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Wednesday, 1 June 2005
Page: 59

Mr TURNBULL (1:33 PM) —I too will speak briefly on the Crimes Amendment Bill 2005. This is, in some respects, a tidying-up exercise. Part IAC of the federal Crimes Act deals with assumed identities and permits officers of a number of Commonwealth agencies—the Australian Federal Police, the Australian Customs Service, ASIO, ASIS, the Australian Taxation Office and any other agency specified in the regulations—to obtain documents establishing an assumed identity from Commonwealth agencies. These assumed identities are designed to facilitate intelligence and undercover operations and are a vital part of our continuing battle against crime—in relation in particular to organised crime and more recently the battle against terrorism. They are a vital part of the law enforcement exercise and a vital part of the government’s commitment to defending the security of all Australians. On that note, I welcome the member for Barton’s remarks and the opposition’s support for the bill.

However, the most common form of identification document, the sort of document that people typically produce to prove their identity or, in this case, to establish an assumed identity, is of course a drivers licence. They are issued by state governments for the most part, and the current legislation does not provide a legislative framework for those to be obtained by Commonwealth officers. They have been obtained with a degree of informality in the past, as the Attorney-General said, in the absence of a legislative framework. That obviously is no longer feasible, as each state is now passing and debating in its respective parliament—in great detail in some cases—the regulation of the provision of assumed identities.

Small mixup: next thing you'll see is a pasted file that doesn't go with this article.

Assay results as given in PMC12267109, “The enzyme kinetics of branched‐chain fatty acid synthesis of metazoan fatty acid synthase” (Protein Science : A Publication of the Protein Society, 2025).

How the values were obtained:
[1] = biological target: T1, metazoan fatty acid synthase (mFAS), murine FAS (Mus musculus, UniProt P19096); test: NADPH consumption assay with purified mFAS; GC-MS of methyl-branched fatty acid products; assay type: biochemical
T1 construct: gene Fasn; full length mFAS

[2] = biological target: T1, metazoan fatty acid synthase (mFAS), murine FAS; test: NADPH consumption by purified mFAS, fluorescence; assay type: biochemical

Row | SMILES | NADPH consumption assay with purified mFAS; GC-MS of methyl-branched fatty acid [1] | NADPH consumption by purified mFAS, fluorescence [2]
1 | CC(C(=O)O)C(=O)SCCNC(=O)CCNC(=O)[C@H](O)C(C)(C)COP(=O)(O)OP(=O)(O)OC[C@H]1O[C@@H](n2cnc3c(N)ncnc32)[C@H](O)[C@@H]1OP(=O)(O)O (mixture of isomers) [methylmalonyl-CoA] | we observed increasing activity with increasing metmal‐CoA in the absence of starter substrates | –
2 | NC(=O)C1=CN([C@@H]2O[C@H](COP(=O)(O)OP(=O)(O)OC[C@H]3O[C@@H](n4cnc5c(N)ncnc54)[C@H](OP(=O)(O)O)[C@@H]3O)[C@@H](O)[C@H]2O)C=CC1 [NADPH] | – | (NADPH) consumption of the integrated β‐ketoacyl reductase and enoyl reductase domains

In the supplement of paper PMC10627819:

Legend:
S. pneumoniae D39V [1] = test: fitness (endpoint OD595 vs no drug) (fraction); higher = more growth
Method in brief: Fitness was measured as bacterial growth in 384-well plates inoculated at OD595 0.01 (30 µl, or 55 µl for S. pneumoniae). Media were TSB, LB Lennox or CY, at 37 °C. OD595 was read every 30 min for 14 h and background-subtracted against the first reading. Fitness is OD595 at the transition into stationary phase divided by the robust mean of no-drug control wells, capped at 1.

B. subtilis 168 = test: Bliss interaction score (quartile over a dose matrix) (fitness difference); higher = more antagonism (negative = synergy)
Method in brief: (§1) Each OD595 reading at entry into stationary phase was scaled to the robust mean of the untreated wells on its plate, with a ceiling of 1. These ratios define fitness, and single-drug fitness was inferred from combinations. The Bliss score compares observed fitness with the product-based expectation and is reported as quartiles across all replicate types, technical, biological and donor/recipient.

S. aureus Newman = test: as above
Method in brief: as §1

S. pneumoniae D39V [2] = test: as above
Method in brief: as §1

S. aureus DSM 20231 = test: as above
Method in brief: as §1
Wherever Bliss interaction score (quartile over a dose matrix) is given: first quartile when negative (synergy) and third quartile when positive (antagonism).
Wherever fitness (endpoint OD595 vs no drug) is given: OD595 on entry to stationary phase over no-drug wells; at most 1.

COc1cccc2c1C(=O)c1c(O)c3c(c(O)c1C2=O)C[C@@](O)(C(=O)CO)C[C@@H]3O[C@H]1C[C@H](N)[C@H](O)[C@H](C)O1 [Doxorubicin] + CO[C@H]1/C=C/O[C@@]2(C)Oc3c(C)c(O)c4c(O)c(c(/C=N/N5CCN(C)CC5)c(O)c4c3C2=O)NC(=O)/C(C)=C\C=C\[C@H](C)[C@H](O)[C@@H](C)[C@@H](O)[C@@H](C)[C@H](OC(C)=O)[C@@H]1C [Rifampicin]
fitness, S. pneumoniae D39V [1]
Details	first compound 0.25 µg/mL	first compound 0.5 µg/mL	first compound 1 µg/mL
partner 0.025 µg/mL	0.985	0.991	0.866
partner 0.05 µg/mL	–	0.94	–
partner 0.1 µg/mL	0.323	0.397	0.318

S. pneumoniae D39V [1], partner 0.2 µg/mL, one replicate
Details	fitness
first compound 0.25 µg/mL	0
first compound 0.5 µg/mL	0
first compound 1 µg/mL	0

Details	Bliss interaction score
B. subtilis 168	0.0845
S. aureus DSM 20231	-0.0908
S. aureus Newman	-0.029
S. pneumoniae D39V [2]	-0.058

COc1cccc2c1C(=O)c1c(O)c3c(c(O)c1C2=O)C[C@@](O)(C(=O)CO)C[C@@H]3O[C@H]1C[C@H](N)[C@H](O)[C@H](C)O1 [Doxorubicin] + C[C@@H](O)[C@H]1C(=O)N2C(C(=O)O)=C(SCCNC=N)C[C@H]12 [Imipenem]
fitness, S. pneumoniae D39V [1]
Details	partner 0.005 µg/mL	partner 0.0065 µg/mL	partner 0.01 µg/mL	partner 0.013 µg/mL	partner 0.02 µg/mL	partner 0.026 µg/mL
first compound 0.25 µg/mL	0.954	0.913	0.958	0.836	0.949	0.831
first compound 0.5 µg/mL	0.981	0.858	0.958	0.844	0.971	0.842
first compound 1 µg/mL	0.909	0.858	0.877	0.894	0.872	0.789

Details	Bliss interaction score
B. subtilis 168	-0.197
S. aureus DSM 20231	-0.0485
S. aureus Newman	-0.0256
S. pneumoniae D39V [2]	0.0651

This bill will enable duly authorised Commonwealth officers to obtain documents establishing assumed identities from the states. The legislation already enables state participating agencies to obtain such identity documents from the Commonwealth. This bill will provide the link that completes the chain and will ensure that those officers who are undertaking undercover work—and, in doing so, need to have evidence of their assumed identity—will be covered by legislation both on the Commonwealth side and on the state side. Those officers will be duly indemnified and protected from any suggestion that they may be incurring any liability or committing any offence simply because of their use of an assumed identity. This is an important bill. It is an important part of our continuing battle against crime and terrorism and our continuing defence of the security of Australia and its people. I commend it to the House.